Did you know that September is National Mushroom Month? I didn’t. It seems as if every day of every month is a different National Food  Holiday.  I figured with the slight chill of Fall in the air… what is a better way to welcome it than a delicious soup?

There is this fabulous little carryout place here called Sea Star Cafe. The owners are there, everyday, churning out wonderful sandwiches and homemade soups. They are very small, but take a ton of pride in what they offer. Most items are cold sandwiches. There’s usually one “special” that is a hot sandwich, their Cuban is to die for! And, there is usually 2 or 3 soups that rotate on a daily basis. One of my favorite soups is mushroom-brie bisque. I’m not a huge fan of mushroom (love the flavor, hate the texture), so I stayed away from it for years. One day my girlfriend had gotten it with her lunch, and I stole a bite. I was hooked!

I was also pregnant at the time, so as luck would have it, I developed a craving for this soup. Sea Star closes for a few months in the off-season, and I had to come up with a version I could make at home. I’ve played around with a couple of batches since last fall and think I’ve finally got it!

This soup is rich, silky, and delicious. It’s also a breeze to make. I made it for a lunch date with a girlfriend. Even with an infant and a toddler to look after, I didn’t break a sweat getting everything ready. So easy! I  think the wedge of brie, as opposed to the small wheel, is better for this application. It seemed to melt down better. Next time around I might try a Camembert cheese, switch things up a bit! I hope everyone is as ready for Fall as I am. Enjoy!

Back at the end of July, Chincoteague Island had their Annual Blueberry Festival. In addition to a wide array of arts and crafts, and delicious food offerings, they sell flats of blueberries for a great price. We ordered a flat, and brought it home. We immediately froze and bagged most of them, to be used through out the year in various recipes. My home brewing husband, Jon, brewed a blueberry cream ale a few weeks ago. It’s getting ready to be kegged next week, and should be pouring shortly thereafter. Neither of us can wait to try it! That, however, is another post…

I’d been wanting to make these beautiful cupcakes for some time now, back when Annie posted them in the spring. They looked so deliciously light, and airy. And lemon/blueberry is just about one of my favorite combinations on the planet. This one is definitely a winner! A  fresh change of pace from a traditional run-of-the-mill standard cupcakes (not that there’s anything wrong with that!). I love that the cream cheese frosting has a hint of lemon too, just puts it over the edge. Try these!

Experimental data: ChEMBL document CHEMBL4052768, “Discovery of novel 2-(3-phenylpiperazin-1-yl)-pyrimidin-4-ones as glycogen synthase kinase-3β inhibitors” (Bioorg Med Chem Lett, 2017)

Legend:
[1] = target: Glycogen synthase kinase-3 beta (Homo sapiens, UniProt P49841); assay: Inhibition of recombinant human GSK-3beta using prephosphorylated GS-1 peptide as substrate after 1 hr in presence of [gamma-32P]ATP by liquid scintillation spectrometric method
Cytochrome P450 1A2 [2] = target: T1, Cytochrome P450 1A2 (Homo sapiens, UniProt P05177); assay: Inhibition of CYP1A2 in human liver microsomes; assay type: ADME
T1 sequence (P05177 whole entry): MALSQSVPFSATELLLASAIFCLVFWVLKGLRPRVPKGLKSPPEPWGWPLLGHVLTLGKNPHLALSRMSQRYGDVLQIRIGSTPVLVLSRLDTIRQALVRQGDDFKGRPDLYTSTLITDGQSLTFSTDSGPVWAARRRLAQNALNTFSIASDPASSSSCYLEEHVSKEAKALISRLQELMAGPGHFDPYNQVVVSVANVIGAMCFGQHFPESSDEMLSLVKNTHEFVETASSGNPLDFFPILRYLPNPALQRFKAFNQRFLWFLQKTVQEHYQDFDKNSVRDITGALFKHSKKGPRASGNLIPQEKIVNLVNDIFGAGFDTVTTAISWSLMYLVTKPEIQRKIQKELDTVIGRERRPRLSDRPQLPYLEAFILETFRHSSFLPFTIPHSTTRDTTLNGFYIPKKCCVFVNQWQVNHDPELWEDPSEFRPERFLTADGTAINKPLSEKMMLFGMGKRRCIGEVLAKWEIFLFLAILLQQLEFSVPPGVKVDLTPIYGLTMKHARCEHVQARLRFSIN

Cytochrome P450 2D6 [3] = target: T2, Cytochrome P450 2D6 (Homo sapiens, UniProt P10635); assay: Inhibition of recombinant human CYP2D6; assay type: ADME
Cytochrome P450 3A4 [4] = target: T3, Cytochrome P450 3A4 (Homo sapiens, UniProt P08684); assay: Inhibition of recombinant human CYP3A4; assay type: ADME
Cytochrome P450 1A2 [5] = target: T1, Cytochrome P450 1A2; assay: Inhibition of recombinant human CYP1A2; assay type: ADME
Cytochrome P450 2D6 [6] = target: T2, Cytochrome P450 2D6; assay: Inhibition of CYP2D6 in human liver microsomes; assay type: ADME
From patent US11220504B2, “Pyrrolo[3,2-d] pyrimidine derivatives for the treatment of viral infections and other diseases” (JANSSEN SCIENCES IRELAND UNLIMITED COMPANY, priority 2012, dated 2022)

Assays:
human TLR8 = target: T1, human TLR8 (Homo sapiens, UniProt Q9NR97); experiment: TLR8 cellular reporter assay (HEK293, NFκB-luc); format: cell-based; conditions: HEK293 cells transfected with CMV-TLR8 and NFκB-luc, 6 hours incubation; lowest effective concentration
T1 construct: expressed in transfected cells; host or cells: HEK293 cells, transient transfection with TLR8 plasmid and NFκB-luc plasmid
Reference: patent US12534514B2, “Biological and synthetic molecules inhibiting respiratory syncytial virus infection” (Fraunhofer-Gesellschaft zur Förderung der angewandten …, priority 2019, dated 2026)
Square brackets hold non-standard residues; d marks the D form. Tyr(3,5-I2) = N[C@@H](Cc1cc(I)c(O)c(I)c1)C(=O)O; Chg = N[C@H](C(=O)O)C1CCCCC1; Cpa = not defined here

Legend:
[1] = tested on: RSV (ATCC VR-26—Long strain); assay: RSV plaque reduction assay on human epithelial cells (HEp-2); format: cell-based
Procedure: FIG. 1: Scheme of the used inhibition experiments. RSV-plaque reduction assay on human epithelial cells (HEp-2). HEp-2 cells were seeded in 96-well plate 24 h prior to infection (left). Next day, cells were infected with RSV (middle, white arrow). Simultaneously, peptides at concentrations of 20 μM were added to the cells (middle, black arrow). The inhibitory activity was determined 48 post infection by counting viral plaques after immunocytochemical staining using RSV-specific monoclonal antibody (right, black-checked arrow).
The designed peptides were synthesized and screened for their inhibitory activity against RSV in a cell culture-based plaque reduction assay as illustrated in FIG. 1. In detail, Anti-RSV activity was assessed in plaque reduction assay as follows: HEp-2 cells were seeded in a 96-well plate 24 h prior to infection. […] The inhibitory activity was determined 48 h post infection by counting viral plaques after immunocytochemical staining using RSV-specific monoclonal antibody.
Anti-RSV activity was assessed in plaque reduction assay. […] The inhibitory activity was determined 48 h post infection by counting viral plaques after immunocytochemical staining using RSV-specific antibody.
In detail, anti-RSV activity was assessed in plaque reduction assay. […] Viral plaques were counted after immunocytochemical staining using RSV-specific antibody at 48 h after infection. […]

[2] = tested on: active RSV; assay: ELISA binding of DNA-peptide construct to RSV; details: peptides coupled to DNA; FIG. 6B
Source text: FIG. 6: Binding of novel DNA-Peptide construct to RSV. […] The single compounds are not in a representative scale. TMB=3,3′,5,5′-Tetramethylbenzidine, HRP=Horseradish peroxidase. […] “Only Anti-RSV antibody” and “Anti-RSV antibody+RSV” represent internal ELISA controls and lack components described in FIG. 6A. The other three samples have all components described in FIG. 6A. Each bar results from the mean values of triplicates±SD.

We always plant a garden in our backyard in the summertime. The tomato and pepper harvests seem to vary from year to year, but the one vegetable I can always count on to have an over abundance all season long is green beans. They’re easy to grow, easy to take care of, and they just keep giving and giving. Will enjoyed plenty of them in his baby food this summer, and we love to enjoy them simple steamed or sautéed with a bit of olive oil and garlic. Even with eating them two or three times a week with dinner, I STILL always have more than I know what to do with. Enter the dilly bean. I started canning them 2 or 3 years ago now, and they’re always a favorite around our house. While we’re fans of pretty much anything pickled in this house – dilly beans really stand apart from your “standards”. They are packed with wonderful dill flavor. So crispy and delicious. You can also pig out on the whole jar, and don’t have to feel that guilty about it. Try them as a garnish for your next Bloody Mary, instead of a boring stalk of celery!

Pickled items are a great introduction to canning because you don’t need a ton of special equipment, and due to the high acidity of the brine – it’s virtually impossible for any bacteria to survive. Things like botulism, I hear they are not so good. At any rate, feel free to play around with the spice combinations. The only thing you want to adhere to for certain would be the water/vinegar/salt ratio.

I’ve always been a firm believer in pork cuts in a tomato sauce. It adds an unbelievable richness and depth of flavor that cannot be attained with simply beef. But, to make a proper “gravy”, it’s an all day process. Browning the sausage, beef, and pork. Sauteing the onions and tomato paste, reducing down the sauce for-ever. Delicious, but time consuming.

My mom always made spaghetti sauce to use up leftover ham. Apparently, her mother opted to use ham in her sauce as well. It’s delicious, easy, and a change of pace from your run-of-the-mill spaghetti sauce using ground beef. Since I’ve got a house full of boys, I opt to add ham as well as ground beef. But, feel free to make the recipe using exclusively ham. Great way to use up those Easter leftovers!